Quinnipiac professor calls for action in the wake of mass shooting in Las Vegas

By on October 3, 2017

Photo courtesy of Jean Bosco SIBOMANA
Professor Cindy Kern is 3,000 miles away from her hometown right outside of Las Vegas, and though she can try to offer help from a far, Kern is focusing on pushing for conversation.

Currently serving as the director of the Quinnipiac University Science Teaching and Learning Center, Kern spent all but the last five years of her life living in the Las Vegas area.

She was born in California and raised in Henderson, Nevada. She later attended the University of Nevada Las Vegas, where she received three degrees. Kern met and married her husband there, and her son was born and raised there. She says she knows only Las Vegas as her home.

Kern’s brother works at the airport that borders where Sunday’s Route 91 Harvest Festival took place. He can see the Mandalay Bay Resort and Casino from his office, and the window where 64-year-old Stephen Paddock shot and killed more than 50 concert-goers and injured more than 500.

Kern woke up on Monday morning and logged onto Facebook. The news of the mass shooting in Las Vegas was the first thing that showed up on her newsfeed. She immediately turned on the news on TV before texting her brother’s family and her close friends.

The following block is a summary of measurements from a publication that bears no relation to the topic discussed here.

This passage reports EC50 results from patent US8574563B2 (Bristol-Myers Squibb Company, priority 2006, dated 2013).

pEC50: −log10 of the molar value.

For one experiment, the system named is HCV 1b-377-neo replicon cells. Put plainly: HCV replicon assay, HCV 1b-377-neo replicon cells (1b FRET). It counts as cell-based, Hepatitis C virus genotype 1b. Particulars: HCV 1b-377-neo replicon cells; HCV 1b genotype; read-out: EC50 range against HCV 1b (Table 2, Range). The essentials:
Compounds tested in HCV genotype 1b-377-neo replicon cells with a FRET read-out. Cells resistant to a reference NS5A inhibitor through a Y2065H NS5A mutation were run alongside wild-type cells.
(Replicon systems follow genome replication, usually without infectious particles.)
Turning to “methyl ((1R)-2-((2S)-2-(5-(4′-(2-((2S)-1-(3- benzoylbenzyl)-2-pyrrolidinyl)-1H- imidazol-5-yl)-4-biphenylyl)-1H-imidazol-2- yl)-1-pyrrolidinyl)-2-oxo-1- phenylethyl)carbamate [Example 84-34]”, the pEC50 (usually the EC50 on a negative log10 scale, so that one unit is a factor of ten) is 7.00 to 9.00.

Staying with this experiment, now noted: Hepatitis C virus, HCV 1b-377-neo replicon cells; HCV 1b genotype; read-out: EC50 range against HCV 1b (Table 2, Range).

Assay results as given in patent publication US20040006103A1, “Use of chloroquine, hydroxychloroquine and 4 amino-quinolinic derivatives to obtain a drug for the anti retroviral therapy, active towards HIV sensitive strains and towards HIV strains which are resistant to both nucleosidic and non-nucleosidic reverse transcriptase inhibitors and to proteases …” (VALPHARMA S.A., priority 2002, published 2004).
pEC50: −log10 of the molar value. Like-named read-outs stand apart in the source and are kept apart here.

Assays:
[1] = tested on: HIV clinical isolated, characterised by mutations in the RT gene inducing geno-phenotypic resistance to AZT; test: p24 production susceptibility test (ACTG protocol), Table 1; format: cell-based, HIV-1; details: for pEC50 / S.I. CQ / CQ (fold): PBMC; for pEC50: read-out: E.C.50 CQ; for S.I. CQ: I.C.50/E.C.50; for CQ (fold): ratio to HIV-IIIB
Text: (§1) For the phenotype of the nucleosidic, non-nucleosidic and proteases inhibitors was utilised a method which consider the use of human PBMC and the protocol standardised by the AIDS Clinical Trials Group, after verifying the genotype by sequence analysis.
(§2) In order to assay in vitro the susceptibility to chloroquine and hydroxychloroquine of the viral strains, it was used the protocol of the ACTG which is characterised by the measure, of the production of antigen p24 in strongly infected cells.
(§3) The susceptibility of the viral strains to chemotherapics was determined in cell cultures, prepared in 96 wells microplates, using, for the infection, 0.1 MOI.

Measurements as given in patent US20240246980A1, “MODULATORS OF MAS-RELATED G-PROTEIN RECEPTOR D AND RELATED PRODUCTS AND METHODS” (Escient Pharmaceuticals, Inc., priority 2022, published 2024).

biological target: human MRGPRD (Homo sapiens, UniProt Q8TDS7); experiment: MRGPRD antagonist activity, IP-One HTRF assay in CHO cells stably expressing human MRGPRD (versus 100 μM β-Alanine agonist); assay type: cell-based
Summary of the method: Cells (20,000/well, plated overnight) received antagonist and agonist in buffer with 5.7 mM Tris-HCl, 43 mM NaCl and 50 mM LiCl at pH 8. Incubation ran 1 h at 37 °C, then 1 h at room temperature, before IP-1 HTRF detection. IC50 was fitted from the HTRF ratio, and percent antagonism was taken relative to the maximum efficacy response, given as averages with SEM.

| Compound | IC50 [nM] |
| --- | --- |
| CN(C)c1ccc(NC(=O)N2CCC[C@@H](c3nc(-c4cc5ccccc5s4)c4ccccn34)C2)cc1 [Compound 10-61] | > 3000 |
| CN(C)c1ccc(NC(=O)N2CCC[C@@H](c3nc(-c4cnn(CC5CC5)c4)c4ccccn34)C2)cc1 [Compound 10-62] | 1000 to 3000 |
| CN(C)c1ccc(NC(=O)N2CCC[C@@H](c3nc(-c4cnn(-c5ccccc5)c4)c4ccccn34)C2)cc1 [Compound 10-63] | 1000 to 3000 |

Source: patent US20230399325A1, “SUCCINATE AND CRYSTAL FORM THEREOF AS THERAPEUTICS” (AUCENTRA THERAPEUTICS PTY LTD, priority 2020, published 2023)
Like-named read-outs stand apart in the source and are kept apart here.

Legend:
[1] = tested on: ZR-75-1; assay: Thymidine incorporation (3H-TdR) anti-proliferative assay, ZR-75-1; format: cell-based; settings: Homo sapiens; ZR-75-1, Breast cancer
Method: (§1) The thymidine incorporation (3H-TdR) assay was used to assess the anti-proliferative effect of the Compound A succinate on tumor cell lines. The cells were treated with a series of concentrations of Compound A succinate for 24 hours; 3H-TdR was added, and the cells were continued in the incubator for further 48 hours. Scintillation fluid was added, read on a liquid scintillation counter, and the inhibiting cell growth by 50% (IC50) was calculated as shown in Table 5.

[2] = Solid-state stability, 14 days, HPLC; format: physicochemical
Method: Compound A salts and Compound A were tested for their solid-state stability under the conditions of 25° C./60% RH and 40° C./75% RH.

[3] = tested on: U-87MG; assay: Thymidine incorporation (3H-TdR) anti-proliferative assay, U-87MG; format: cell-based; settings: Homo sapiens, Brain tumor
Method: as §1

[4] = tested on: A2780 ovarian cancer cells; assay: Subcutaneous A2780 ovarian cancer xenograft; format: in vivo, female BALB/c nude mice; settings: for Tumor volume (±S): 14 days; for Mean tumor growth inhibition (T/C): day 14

At the time, it was 2:30 a.m. in Las Vegas, so she did not hear anything from then until around 10 a.m. in Connecticut. She learned that her family and friends were safe.

Throughout the day, more and more stories came in. Kern later found out that one of her former students was critically injured at the concert and is fighting for his life. Another one of her former students, who is a nurse, was able to escape unharmed.

Photo courtesy of Cindy Kern
“I kind of imagine our relationships like a pebble in a pond,” Kern said. “That first ripple is your close friends and family and then that ripple goes out. I think social media really accentuates those greater connections.”

The more and more she looked at the list of victims who were murdered, she realized that Las Vegas is not just a Nevada town.